Although Fannie and Freddie are under conservatorship of the government, and funded by tax dollars, their influence and allegiance to Wall Street, big corporations, and the 1% instead of the 99% is visible in their handling of the housing crisis–and especially in refusing to grant principal reduction. Their willingness to sell off millions of foreclosed properties in bulk to the exact same hedge funds and investors who created the current housing crisis demonstrates the need for immediate action. A shift in their current practices, including providing principal reduction to millions of underwater homeowners will be one step towards economic recovery and the return of the wealth that was taken from communities and put in the hands of a wealthy few. National pressure is needed on Fannie and Freddie if we really plan to strive for housing as a human right (Occupy Our Homes ATL Facebook page).
“The rumors of my death have been greatly exaggerated!”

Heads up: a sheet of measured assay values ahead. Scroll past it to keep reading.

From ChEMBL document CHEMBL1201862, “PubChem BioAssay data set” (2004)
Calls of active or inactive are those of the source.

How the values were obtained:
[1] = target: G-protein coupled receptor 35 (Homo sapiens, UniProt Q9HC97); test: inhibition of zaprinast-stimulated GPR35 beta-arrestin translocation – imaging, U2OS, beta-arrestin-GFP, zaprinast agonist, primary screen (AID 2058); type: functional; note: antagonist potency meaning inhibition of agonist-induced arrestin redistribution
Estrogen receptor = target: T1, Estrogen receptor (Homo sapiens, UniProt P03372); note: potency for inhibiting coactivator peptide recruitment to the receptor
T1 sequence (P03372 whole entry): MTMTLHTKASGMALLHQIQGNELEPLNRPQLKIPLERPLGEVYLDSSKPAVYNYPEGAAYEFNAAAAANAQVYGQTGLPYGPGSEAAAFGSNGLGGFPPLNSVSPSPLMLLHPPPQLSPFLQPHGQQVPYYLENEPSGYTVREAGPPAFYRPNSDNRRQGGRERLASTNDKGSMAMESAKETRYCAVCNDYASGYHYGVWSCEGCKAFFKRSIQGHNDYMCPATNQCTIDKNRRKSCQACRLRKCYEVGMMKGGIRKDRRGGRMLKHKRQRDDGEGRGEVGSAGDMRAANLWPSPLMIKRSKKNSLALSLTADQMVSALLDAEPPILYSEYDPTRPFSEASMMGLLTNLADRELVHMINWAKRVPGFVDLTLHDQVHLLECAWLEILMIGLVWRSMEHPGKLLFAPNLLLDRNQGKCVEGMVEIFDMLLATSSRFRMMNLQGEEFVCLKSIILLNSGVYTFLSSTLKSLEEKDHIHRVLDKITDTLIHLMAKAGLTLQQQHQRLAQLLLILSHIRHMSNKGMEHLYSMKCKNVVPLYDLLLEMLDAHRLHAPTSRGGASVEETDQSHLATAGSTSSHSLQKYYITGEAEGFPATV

Thus quipped the great writer Mark Twain after a newspaper supposedly prematurely published his obituary, and it seems perfectly relevant to the Occupy Atlanta movement and an emerging broad progressive coalition around many issues in city. From defeat of the TSPLOST to the OA “Mass Strategy Meeting on United Progressive Defense” that now occurs monthly at Troy Davis Park in response to attacks last session on citizen’s basic rights by the Georgia Legislature and their corporate sponsors, it is clear that Atlanta has a popular uprising on its hands that holds recalling the Commons as a central theme. Coalitions are developing between groups like the Georgia Green Party and its Fulton County Affiliate, Atlanta Jobs with Justice, NAACP chapters across the region, the Sierra Club and many other progressive forces. Atlanta’s ruling 1% backed regime should be worried.
Thanks often to the influence of community elders like Joe Beasley or Joseph Lowery and political guidance of progressive elected officials like State Senator Vincent Fort, the Occupy Atlanta movement had the benefit of both youthful energy willing to take risk as well as the experienced insight of veterans in the ongoing social justice struggle. Most important in my mind to the likely continued success of OA is its leader’s ability and willingness to learn and evolve. As with other institutions and organizations of the 21st century, only those that are capable of adaptation will survive and thrive. With Occupy Atlanta and the future of progressive influence in Georgia, I believe the best is yet to come.
Misty Novich, “Power to the People”
Abiodun Henderson & Occupy the Hood
Commoners, reclaiming the Commons & their humanity.